“Catfish” duo Henry Joost and Ariel Schulman take a left turn to deliver an original spy comedy that kids and parents can both enjoy.
Between the sprawling MCU, countless remakes and franchises, and even video game movies, it feels like Hollywood’s obsession with existing IP has sucked all the creative air out of the movie business. But original films like “Nope” and “Everything Everywhere All at Once” have boasted strong box office numbers this year, igniting conversation and motivating moviegoers back into theaters. But with the highest-grossing films still overwhelmingly based on existing IP, it’s all the more refreshing when Hollywood takes a chance on an original story, especially when it comes to the usual slam dunk kids’ movies.
To that end, the snappy spy comedy “Secret Headquarters” is a welcome addition to the canon, sure to stick out for its smart jokes and lighthearted action. Starring Owen Wilson and directed by “Catfish” duo Henry Joost and Ariel Schulman, “Secret Headquarters” feels perfectly calibrated to fly under the radar of Hollywood’s typical risk aversion. (Wild that an original kids’ comedy with an A-lister is an outlier, but such is the state of movies in 2022.)
Fast-paced and heartfelt, “Secret Headquarters” assumes its young audience has a basic cultural literacy without shoving in clumsy social media references that often feel like dad jokes (though Reddit does get a shoutout). With a PG-rated humor that parents can enjoy too, “Secret Headquarters” feels like the movie equivalent of the fun uncle who speaks to you like an adult, but also drives a mean Mario Kart.
The movie begins with a family camping trip gone awry, as a flying explosion sends Jack (Wilson) into the woods and away from his wife and young son. Along with a mysterious man in tactical gear (Jesse Williams), he discovers a UAP crash. When a glowing orb flies into his hands and identifies him as The Guardian, it changes the course of his life.
Jumping ten years later, the once-playful father is estranged from his now-14-year-old son Charlie (Walker Scobell), who dreads spending his birthday weekend with his dad. Without knowing his true identity, Charlie worships The Guardian, who has become an internationally renowned superhero. When Jack runs off on yet another “work emergency,” Charlie fake calls his mom and instead invites his best friend Berger (“Good Boys” star Keith L. Williams) over for a “rager,” despite not knowing what that means. Berger shows up with brainy Lizzie (Abby James Witherspoon) and Charlie’s longtime crush Maya (Momona Tamada), interrupting Charlie’s ballad-filled moping session.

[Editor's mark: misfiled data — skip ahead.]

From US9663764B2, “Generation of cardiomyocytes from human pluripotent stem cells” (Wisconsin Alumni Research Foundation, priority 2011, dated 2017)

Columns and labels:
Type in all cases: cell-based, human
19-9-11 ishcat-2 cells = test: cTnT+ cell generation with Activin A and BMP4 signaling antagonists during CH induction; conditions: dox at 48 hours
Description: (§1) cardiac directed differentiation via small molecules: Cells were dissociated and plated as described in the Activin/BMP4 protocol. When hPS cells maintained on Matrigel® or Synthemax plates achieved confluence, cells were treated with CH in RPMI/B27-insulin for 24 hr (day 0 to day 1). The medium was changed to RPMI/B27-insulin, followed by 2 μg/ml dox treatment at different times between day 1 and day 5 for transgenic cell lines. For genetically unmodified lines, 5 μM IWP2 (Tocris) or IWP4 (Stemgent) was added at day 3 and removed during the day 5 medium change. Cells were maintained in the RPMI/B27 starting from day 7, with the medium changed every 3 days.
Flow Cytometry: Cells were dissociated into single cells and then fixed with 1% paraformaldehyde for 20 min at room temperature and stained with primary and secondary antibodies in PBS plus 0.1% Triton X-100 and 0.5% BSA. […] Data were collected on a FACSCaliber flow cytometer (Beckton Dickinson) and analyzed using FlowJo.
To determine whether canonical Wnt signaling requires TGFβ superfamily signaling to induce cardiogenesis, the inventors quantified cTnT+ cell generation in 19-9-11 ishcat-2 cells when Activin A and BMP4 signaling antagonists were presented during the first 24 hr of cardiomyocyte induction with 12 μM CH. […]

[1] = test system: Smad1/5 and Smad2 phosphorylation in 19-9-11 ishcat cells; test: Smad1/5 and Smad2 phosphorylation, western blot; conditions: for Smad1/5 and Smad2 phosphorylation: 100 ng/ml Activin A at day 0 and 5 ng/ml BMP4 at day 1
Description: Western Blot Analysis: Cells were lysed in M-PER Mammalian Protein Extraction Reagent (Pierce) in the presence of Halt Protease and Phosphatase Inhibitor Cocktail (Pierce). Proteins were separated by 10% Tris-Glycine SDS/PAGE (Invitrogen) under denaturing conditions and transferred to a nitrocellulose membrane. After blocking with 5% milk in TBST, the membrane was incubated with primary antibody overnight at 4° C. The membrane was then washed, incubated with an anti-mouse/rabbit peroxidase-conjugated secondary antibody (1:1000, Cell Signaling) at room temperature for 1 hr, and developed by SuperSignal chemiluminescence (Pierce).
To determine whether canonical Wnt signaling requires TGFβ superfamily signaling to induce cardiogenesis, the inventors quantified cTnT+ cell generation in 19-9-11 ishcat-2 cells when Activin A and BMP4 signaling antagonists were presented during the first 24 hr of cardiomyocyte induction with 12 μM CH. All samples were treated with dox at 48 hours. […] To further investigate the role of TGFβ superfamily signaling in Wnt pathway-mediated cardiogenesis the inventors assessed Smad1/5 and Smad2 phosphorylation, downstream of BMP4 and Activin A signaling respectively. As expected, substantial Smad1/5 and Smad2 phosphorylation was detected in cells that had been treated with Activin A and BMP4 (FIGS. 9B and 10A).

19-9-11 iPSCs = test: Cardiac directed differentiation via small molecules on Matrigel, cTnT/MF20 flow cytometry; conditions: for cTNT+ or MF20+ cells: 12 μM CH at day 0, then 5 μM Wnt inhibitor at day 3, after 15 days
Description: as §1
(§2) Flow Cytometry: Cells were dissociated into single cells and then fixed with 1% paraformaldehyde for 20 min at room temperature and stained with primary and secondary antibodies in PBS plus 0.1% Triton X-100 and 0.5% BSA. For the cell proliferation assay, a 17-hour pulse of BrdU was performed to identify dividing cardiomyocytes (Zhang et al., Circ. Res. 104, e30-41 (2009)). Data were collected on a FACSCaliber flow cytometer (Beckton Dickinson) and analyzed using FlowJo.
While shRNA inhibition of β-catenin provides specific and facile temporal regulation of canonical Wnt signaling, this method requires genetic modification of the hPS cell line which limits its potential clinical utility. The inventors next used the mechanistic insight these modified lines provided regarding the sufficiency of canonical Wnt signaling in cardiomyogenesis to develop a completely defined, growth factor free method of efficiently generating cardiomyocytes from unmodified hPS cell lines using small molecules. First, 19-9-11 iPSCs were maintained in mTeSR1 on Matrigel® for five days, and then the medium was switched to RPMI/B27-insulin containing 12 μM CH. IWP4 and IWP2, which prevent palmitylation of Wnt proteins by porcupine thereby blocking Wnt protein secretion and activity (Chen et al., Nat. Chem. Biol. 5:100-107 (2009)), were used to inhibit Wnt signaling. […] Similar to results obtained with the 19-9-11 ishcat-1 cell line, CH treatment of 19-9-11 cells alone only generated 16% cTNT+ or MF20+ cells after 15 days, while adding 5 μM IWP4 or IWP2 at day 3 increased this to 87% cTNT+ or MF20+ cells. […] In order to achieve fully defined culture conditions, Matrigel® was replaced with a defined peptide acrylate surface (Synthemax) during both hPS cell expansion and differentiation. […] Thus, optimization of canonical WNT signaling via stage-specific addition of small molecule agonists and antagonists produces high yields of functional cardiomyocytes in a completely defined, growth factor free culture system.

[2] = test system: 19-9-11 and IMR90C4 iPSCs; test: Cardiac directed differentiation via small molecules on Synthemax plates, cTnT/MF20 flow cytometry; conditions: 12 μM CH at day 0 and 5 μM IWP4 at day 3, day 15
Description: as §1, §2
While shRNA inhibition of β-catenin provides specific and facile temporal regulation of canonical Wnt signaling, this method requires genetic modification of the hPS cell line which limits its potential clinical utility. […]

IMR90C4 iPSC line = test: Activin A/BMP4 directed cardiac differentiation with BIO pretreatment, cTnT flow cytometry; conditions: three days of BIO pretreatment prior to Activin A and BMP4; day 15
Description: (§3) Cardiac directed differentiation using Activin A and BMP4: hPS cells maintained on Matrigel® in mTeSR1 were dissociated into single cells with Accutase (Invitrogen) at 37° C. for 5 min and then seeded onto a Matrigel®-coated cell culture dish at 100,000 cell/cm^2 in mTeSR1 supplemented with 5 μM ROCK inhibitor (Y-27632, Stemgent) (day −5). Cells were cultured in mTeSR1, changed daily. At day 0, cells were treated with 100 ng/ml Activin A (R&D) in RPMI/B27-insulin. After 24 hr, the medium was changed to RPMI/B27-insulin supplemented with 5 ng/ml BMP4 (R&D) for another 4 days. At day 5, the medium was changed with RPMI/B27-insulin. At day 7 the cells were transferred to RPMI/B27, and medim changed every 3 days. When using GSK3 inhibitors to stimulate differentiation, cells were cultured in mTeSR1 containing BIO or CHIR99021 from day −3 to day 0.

It’s not too long before the motley crew discovers a secret elevator that leads them down to The Guardian’s lair, a gadget-filled bunker that could give both James Bond and Batman a run for their money. Among the treasures, they find a jetpack, a portable portal, and a souped up lime green vintage VW van. When the kids take a joyride in the Guardian-mobile, they light up the radar operated by evil corporate overlord Ansel Algorn (Michael Peña) and his lackey (Williams). In no time, the mercenaries have descended on the house fully armed, thinking they have found The Guardian.
As the action commences, it’s revealed that Algorn is searching for The Source, the glowing red orb that chose Jack as its Guardian. Placing his hand on the ball, Charlie sees visions of all the death and destruction that could be unleashed if the Source falls into the wrong hands. Equipped with the full force of The Guardian’s cutting edge technology, the kids mount a plan to stymie Algorn and his muscle. Like a cross between “Home Alone” and “Spy Kids,” each funny character brings their own special sauce to the adventure.
Blending a teenage girl’s frivolity with math whiz skills, Lizzie gets some of the funnier lines. A Britney Spears reference is followed with, “Hasn’t she been through enough?” and she defends Jack’s choice of accessory for his magic suit with: “I actually think fanny packs are really having a moment right now.”
The well-timed one liners and casual asides abound, all credit to the script, which was written by Schulman and Joost along with Josh Koenigsberg. Scobell is charismatic and natural as the film’s boyish lead, but the other kids each have their charms and no one feels like an afterthought. Peña is particularly funny as the evil Algorn, playing up the physical comedy with Wilson in their silly final battle. All in all, “Secret Headquarters” makes for a very entertaining ride for kids and adults. It may not become a franchise, but perhaps it should. Hollywood, are you listening?
“Secret Headquarters” starts streaming on Paramount+ on Friday, August 12.